Also, the design of the CPI helps identify respondents who falsify answers to improve their results; these respondents are sometimes allowed to retake the test.
2. Caliper Profile
The Caliper Profile looks at more than 25 personality traits that correlate to on-the-job achievement. It identifies strengths, weaknesses, and potential while also providing information about motivators. Specific attributes covered include empathy, leadership, and time management.
One of the advantages of this assessment is that it examines both positive and negative features, as well as certain personality aspects that are considered in relation to each other, which is helpful because not all employees need to have the same qualities, and some traits are either beneficial or possibly detrimental depending on the position. For example, in some jobs, aggressiveness is a bonus, whereas other roles may call for a more sensitive approach.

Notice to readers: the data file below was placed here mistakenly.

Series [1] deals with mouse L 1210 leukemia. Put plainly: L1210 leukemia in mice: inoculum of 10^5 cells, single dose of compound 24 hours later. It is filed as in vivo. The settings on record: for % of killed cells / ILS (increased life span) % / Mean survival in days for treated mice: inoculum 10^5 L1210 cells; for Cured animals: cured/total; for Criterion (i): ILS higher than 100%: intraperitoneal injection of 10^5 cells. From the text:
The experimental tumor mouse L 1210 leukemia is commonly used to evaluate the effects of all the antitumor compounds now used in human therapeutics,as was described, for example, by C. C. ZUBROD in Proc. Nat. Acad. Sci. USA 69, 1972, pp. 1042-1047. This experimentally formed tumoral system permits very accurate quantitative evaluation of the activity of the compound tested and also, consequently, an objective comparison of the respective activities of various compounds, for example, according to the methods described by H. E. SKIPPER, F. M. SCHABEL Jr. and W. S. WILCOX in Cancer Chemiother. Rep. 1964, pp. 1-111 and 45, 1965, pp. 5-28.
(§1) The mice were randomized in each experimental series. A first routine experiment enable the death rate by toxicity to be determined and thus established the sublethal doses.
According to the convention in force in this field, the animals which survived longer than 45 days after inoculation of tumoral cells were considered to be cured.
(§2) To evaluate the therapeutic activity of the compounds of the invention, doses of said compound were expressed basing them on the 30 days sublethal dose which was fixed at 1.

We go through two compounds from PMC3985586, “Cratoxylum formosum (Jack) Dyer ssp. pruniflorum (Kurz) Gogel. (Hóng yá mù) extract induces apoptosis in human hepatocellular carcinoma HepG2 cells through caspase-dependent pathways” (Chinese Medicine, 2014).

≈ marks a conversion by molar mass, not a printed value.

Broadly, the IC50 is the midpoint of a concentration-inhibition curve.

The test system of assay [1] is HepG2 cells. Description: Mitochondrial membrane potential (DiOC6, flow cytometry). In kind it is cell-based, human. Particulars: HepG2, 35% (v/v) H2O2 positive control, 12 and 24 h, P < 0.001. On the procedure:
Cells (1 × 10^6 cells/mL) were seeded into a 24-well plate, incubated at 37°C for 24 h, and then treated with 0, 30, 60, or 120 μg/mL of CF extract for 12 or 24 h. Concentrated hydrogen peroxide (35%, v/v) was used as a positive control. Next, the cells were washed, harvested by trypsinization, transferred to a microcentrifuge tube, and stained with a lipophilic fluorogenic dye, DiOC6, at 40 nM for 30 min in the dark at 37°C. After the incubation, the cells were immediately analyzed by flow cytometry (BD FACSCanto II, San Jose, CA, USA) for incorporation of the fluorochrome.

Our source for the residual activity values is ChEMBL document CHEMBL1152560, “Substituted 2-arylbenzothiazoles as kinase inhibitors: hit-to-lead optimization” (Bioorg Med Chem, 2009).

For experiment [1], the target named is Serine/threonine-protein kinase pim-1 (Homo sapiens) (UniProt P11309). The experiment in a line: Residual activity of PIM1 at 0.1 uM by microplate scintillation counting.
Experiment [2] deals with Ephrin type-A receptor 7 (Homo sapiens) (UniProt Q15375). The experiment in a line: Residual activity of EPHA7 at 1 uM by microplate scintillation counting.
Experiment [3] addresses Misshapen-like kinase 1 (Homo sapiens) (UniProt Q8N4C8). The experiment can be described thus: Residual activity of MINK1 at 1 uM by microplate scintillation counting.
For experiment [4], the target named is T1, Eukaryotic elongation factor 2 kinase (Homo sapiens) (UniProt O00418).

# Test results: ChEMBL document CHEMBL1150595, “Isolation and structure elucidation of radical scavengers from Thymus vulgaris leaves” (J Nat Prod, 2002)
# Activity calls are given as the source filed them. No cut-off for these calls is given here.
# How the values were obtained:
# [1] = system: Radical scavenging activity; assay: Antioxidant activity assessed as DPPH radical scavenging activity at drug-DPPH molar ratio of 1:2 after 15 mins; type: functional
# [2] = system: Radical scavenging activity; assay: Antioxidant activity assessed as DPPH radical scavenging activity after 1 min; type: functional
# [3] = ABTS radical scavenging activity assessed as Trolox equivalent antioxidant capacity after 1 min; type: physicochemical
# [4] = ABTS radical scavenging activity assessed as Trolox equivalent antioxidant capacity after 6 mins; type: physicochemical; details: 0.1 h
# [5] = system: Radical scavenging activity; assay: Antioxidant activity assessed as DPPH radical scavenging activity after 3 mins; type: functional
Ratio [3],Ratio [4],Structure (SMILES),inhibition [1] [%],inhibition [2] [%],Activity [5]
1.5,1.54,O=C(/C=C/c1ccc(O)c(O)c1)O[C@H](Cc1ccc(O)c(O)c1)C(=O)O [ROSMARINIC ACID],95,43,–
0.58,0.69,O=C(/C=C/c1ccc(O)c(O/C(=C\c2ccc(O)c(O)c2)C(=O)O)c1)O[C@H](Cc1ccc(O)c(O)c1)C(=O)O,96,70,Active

3. DISC Assessment
In the DISC assessment, questions about behaviors and beliefs categorize individuals within four personality styles—dominance, influence, steadiness, and conscientiousness—and test takers indicate how they would react to certain situations.
The results communicate general expectations about potential behaviors. For instance, people highly rated for steadiness are typically considered to be skilled in interpersonal interactions. However, for specific individuals, these assumptions are inaccurate.
The DISC assessment is not norm-referenced. In normative tests, an individual’s score is compared to patterns of behavior found within large numbers of results, but DISC is ipsative, which means no comparisons are possible, and individual responses stand alone. Without the ability to contrast test takers’ scores, the test can’t predict future behavior but rather is more of a review of potential strengths and weaknesses.